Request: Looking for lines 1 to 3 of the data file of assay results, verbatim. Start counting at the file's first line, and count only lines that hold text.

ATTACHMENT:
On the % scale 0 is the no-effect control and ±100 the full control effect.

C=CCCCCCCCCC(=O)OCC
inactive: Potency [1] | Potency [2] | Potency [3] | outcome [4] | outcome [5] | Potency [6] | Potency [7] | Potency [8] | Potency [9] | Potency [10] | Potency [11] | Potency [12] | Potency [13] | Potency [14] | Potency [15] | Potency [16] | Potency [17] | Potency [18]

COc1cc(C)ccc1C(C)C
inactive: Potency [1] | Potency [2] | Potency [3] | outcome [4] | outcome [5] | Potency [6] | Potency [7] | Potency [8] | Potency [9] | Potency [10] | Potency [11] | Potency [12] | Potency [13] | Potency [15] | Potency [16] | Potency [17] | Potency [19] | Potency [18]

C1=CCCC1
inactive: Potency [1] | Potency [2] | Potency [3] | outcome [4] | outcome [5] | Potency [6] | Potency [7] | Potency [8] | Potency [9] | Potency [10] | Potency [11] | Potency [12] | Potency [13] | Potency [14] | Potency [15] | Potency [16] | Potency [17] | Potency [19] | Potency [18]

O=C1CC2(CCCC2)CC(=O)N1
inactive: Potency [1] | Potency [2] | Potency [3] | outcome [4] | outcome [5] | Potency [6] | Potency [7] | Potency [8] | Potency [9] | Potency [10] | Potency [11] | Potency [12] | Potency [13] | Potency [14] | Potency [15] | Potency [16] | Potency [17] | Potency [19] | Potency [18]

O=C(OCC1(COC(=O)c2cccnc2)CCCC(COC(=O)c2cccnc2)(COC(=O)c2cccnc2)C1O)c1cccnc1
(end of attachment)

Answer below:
On the % scale 0 is the no-effect control and ±100 the full control effect.

C=CCCCCCCCCC(=O)OCC
inactive: Potency [1] | Potency [2] | Potency [3] | outcome [4] | outcome [5] | Potency [6] | Potency [7] | Potency [8] | Potency [9] | Potency [10] | Potency [11] | Potency [12] | Potency [13] | Potency [14] | Potency [15] | Potency [16] | Potency [17] | Potency [18]